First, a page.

The United States Supreme Court may be on the cusp of deeming unconstitutional a Michigan law prohibiting corporations from certain political speech. Lifting the current ban would allow corporations to directly participate in the political process, rather than limiting participation to political action committees (PACs), and could allow corporations to make unlimited "independent expenditures" related to certain elections.

The Supreme Court heard oral arguments last week in Citizens United v. Federal Election Commission and considered whether to overturn the corporate independent expenditure prohibition that was affirmed twenty years ago in Austin v. Michigan Chamber of Commerce. In Austin, the Supreme Court allowed the Michigan Campaign Finance Act's prohibition of certain corporate political speech. Retired Dykema partner Richard McLellan argued the Austin case in 1989 on behalf of the Michigan Chamber of Commerce, and current Dykema partner Gary Gordon represented Michigan Secretary of State Richard Austin at the Supreme Court.

In Citizens United, the Supreme Court is considering whether the Bipartisan Campaign Reform Act's prohibition of independent political expenditures during the months before an election violates the First Amendment. The case originated when Citizens United, a Virginia nonprofit corporation, created "Hillary: The Movie," a movie about then presidential candidate Hillary Clinton, and sought to advertise the release of that movie. The Federal Election Commission determined that both the movie and the advertisements for the movie were prohibited because they both are "electioneering communications" that were paid for by a corporation.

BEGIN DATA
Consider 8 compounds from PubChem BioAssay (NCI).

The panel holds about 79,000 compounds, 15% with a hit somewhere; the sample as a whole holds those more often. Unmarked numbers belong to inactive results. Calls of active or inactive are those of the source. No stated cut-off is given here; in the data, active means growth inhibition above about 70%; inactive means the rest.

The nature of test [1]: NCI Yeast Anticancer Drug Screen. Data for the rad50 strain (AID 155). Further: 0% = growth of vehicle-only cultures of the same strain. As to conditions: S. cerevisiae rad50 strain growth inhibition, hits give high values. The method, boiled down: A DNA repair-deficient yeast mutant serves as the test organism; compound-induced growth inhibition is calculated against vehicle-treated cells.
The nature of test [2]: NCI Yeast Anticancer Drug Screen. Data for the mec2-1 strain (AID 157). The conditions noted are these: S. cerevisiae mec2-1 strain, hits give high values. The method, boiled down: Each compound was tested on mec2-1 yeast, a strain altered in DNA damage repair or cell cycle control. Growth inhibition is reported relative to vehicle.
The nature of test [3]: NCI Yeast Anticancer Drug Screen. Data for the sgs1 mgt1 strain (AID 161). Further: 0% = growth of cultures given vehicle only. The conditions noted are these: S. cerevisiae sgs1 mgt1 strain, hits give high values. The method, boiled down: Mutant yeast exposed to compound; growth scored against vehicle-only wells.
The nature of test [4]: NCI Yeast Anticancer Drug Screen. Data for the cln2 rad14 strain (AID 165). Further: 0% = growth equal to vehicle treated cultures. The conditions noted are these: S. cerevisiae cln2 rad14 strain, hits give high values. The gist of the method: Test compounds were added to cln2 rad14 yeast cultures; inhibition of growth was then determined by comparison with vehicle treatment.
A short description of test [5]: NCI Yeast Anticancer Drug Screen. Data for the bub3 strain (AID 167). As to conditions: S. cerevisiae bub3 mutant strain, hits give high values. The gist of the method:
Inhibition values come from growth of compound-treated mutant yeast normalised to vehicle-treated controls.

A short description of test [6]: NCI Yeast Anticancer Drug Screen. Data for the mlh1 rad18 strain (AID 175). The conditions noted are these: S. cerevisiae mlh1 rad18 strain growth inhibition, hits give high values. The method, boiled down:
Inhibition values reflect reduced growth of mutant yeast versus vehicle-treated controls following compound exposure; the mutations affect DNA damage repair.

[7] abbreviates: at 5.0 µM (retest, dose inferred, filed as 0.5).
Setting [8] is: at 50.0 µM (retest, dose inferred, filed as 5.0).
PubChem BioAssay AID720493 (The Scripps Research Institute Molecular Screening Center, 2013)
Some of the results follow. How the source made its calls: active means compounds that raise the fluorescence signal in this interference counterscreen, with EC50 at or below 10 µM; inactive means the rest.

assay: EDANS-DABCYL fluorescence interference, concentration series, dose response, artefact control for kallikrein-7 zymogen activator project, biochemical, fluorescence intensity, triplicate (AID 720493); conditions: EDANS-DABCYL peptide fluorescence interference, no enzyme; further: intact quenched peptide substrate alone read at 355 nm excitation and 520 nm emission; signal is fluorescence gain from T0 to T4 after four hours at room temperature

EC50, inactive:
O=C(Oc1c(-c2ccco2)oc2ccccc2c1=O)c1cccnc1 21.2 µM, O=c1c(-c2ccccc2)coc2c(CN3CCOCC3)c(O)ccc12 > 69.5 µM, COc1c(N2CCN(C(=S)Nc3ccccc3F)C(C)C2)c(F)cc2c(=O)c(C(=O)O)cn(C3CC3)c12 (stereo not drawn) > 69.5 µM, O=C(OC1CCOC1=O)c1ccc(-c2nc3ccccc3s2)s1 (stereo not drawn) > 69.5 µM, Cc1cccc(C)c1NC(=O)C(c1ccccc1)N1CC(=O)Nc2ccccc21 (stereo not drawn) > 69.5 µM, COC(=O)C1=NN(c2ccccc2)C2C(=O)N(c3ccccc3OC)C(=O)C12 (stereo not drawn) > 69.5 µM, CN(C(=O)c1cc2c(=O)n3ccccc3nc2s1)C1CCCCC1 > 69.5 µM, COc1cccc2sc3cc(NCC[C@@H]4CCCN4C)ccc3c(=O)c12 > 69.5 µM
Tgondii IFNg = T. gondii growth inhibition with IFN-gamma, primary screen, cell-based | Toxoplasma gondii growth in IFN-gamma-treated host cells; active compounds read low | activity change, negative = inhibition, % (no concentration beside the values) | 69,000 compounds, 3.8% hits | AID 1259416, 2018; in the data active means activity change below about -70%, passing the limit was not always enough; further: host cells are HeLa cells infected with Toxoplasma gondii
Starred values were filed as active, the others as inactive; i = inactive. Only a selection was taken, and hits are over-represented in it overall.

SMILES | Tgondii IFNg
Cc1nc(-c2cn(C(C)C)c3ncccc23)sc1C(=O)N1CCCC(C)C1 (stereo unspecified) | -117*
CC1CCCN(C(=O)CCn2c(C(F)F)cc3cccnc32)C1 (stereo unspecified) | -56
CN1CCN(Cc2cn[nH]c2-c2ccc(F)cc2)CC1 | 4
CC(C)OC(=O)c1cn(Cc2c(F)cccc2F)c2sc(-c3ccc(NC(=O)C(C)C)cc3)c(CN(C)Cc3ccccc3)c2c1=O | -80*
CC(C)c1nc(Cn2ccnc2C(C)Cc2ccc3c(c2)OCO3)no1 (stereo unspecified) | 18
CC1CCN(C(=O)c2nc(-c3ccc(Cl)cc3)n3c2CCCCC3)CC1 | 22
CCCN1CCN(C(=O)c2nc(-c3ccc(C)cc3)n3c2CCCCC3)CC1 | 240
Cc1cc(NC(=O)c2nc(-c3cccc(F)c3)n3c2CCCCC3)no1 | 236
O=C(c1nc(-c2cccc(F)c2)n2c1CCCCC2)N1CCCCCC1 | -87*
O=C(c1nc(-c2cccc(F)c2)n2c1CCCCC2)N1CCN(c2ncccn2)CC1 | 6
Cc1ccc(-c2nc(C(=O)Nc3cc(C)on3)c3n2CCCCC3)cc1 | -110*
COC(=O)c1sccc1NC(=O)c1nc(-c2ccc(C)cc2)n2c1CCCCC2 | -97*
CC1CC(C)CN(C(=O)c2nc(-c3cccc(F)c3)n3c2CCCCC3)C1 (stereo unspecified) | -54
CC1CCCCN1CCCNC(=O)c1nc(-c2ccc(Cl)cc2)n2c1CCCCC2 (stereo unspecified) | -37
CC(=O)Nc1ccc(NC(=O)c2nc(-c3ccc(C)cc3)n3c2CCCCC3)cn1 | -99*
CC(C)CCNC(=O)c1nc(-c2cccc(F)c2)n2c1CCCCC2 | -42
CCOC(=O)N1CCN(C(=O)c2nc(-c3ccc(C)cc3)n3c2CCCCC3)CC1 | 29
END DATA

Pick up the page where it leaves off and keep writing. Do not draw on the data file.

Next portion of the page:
On behalf of the Michigan Chamber, Dykema submitted an amicus brief in Citizens United encouraging the Supreme Court to overturn Austin. Gary Gordon attended this week's oral arguments and is optimistic about the prospect that the Supreme Court may reverse course on the corporate independent expenditure ban. "Several justices asked questions that seem designed to elicit 'middle ground' options as alternatives to outright reversing Austin," Gordon explained, "and it appears the Court may be inclined to craft a solution that is more consistent with fundamental First Amendment principles."

Although it is impossible to predict the Court's ruling, the Court may mandate a change that will impact political expenditures permitted by certain corporations. With the Detroit mayoral election just a few months away and Michigan's gubernatorial primaries less than one year away, the changes resulting from the Supreme Court's ruling in Citizens United could drastically and immediately impact the way companies participate in the political process.

In any event, this case highlights the importance of continuing diligence by corporations in political activities, to ensure that corporate communications comply with state and federal campaign finance law and proper administration of political action committees. The Citizens United decision could be a "game changer" in terms of permitted corporate political activities.